Web Interface Development (SOAP,REST,gRPC)

TCP/IP

In 1990s, TCP/IP matured to become a gold standard for networking, and people started to consider a shift to cross-platform communication. Technologies such as CORBA (Common Object Request Broker Architecture), DCOM and Java RMI were developed in order to use developer-friendly abstraction layer over core network infrastructure, to promote language-agnostic communication over client/server architecture.

HTTP & XML & SOAP & WSDL

In early 2000, HTTP gradually evolved to be the web standard for communication. HTTP combined with XML offered a self-descriptive, human readable, language agnostic and platform independent framework for remote communication. This combination resulted in the standardization of SOAP (Simple Object Access Protocol) and WSDL (Web Service Definition Language), which provided interoperability among various runtimes and platforms.

SOAP = HTTP + XML

eg.

  <person>
    <name>John Doe</name>
    <email>jdoe@example.com</email>
  </person>
cout << "Name: "
       << person.getElementsByTagName("name")->item(0)->innerText()
       << endl;
  cout << "E-mail: "
       << person.getElementsByTagName("email")->item(0)->innerText()
       << endl;

Question: How to pars XML, convert XML to HTML? Is it because XML is similar to HTML that people use XML for communication?

REST API

When it comes to Web 2.0, programmable web formed the next wave to hit internet. The combination of HTTP and XML defined as SOAP standard are too restrictive for many developers, then it come JavaScript and JSON. API played a key role in Web 2.0, and HTTP + JSON became a new unofficial standard called REST. SOA was confined to large enterprise applications that requires strict schema definitions and standards, while REST was popular for contemporary developers.

REST = HTTP + JSON

With the rise of JavaScript frameworks, Node.js and document database, REST became wildly popular among web developers. Many applications started to rely on REST even for internal serialization and communication patterns. However, HTTP may not be the most optimal protocol for exchanging messages across services running in the same context, network and possibly the same machine. HTTP’s convenience comes with a huge performance trade-off. So people began to look for the most optimal communication framework for microservices.

Question: What are the drawbacks of HTTP? Why HTTP cannot scale to milions of RPCs per second? What is microservice?

gRPC

Within the first year of launch, gRPC was adopted by CoreOS, Netflix, Square, and Cockroach Labs. Etcd by CoreOS, a distributed key/value store, uses gRPC for peer communication. Telecom companies such as Cisco, Juniper, and Arista are using gRPC for streaming the telemetry data and network configuration from their networking devices.

gRPC is similar to CORBA in the way that both the frameworks declare the service in a language-agnostic Interface Definition Language (IDL), and then generate language-specific bindings. Both CORBA and gRPC are designed to make the clients believe that the server is on the same machine. Clients invoke a method on the Stub, which gets transparently handled by the underlying protocol. But the similarities mostly end with this.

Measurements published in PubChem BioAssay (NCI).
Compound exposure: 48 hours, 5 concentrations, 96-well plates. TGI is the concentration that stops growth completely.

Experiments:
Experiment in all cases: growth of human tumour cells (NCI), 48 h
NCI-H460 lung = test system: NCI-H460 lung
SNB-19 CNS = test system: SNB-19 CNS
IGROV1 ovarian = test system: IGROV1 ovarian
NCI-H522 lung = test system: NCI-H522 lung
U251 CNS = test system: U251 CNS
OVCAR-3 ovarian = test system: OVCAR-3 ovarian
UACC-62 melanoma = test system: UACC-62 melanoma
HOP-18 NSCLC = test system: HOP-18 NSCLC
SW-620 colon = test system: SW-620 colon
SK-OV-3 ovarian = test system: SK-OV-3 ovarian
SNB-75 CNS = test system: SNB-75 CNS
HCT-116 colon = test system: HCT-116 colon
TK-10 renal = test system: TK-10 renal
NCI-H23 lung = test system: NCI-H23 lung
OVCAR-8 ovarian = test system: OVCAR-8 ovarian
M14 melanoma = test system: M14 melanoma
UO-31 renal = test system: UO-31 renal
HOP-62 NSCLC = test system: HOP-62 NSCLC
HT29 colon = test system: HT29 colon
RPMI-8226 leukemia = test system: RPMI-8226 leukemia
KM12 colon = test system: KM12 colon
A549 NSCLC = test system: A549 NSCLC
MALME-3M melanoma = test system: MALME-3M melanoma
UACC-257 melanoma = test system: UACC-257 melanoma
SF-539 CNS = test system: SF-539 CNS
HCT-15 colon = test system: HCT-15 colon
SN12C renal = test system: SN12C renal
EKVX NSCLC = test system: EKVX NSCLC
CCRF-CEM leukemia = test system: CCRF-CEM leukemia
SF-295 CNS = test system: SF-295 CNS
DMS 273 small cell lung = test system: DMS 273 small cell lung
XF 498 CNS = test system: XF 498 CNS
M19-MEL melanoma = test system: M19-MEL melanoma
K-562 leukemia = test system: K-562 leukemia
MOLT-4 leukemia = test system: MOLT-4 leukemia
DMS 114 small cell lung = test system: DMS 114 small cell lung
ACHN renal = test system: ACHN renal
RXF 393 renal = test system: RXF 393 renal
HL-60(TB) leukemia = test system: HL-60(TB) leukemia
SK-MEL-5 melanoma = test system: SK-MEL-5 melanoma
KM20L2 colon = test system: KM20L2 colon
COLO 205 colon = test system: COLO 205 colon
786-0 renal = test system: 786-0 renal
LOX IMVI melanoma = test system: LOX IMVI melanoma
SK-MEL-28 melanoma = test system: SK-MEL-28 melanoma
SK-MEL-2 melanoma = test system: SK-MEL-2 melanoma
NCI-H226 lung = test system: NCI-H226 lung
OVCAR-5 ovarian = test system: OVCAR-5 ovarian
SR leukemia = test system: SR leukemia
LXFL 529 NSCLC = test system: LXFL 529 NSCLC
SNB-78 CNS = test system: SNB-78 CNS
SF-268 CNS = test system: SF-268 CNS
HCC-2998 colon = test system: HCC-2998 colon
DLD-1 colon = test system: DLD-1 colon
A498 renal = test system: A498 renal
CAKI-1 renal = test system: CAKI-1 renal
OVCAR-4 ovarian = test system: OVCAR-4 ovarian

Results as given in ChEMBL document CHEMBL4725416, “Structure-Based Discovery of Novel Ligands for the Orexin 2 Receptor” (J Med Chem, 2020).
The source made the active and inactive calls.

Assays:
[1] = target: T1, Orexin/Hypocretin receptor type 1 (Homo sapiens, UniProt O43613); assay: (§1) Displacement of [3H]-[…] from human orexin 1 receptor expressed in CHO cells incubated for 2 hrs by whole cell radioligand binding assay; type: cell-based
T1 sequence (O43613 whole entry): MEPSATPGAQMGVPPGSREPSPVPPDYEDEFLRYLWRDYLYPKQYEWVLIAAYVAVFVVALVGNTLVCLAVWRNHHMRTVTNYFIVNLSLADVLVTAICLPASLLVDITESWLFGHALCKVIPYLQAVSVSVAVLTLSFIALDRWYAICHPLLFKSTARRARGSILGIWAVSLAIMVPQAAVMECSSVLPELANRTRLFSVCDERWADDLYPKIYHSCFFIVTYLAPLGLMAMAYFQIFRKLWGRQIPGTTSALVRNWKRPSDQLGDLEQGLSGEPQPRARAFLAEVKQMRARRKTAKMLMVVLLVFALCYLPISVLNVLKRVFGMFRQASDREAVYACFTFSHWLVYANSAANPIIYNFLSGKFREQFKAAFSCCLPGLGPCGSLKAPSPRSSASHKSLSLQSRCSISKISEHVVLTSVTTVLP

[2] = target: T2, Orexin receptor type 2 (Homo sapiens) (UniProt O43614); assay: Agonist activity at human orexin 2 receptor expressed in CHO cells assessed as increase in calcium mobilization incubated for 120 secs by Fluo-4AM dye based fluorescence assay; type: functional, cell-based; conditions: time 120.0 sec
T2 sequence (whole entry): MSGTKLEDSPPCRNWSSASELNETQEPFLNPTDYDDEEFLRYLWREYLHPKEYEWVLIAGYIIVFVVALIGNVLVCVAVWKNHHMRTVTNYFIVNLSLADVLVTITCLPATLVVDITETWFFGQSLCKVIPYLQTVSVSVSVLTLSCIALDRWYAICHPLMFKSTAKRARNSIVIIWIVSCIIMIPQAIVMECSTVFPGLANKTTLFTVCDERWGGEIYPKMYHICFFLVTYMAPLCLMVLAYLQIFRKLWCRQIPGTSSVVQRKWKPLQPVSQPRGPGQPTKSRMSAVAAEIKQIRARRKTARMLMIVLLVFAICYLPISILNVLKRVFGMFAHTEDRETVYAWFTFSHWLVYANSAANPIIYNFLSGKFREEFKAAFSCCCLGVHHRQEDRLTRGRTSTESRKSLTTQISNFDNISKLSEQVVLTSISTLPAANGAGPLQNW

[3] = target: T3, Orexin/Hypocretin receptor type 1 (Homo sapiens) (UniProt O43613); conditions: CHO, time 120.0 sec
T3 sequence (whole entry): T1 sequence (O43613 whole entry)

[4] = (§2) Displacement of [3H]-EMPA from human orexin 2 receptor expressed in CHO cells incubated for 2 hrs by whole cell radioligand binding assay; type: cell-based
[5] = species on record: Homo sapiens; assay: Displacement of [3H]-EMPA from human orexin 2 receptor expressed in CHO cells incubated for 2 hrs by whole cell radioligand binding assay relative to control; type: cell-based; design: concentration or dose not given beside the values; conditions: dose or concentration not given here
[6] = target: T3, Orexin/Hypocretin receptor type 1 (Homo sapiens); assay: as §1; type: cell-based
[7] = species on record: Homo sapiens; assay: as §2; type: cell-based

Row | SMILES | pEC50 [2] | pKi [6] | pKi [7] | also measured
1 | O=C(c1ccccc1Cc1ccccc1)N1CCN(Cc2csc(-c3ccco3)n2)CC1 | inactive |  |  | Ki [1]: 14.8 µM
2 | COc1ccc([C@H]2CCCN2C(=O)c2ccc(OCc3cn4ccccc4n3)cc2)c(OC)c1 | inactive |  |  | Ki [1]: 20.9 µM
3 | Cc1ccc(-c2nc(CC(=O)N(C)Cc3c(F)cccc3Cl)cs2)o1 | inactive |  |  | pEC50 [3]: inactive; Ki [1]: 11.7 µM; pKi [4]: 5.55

gRPC’s secret sauce lies in the way the serialization is handled. It is based on Protocol Buffers, an open source mechanism for serializing structured data, which is language and platform neutral. Similar to XML, Protocol Buffers are verbose and descriptive. But they are smaller, faster, and more efficient than other wire-format protocols. Any custom data type that needs to be serialized will be defined as a Protocol Buffer in gRPC.

eg.

# Textual representation of a protocol buffer.
# This is *not* the binary format used on the wire.
person {
  name: "John Doe"
  email: "jdoe@example.com"
}
cout << "Name: " << person.name() << endl;
  cout << "E-mail: " << person.email() << endl;

When this message is encoded to the protocol buffer binary format (the text format above is just a convenient human-readable representation for debugging and editing), it would probably be 28 bytes long and take around 100-200 nanoseconds to parse. The XML version is at least 69 bytes if you remove whitespace, and would take around 5,000-10,000 nanoseconds to parse.

Protocol buffers have many advantages over XML for serializing structured data. Protocol buffers:

  • are simpler
  • are 3 to 10 times smaller
  • are 20 to 100 times faster
  • are less ambiguous
  • generate data access classes that are easier to use programmatically

However, protocol buffers are not always a better solution than XML – for instance, protocol buffers would not be a good way to model a text-based document with markup (e.g. HTML), since you cannot easily interleave structure with text. In addition, XML is human-readable and human-editable; protocol buffers, at least in their native format, are not. XML is also – to some extent – self-describing. A protocol buffer is only meaningful if you have the message definition (the .proto file).

When compared to REST+JSON combination, gRPC offers better performance and security. It heavily promotes the use of SSL/TLS to authenticate the server and to encrypt all the data exchanged between the client and the server.

gRPC uses HTTP/2 to support highly performant and scalable APIs. The use of binary rather than text keeps the payload compact and efficient. HTTP/2 requests are multiplexed over a single TCP connection, allowing multiple concurrent messages to be in flight without compromising network resource usage. It uses header compression to reduce the size of requests and responses.

Reference

 

 

 

 

 

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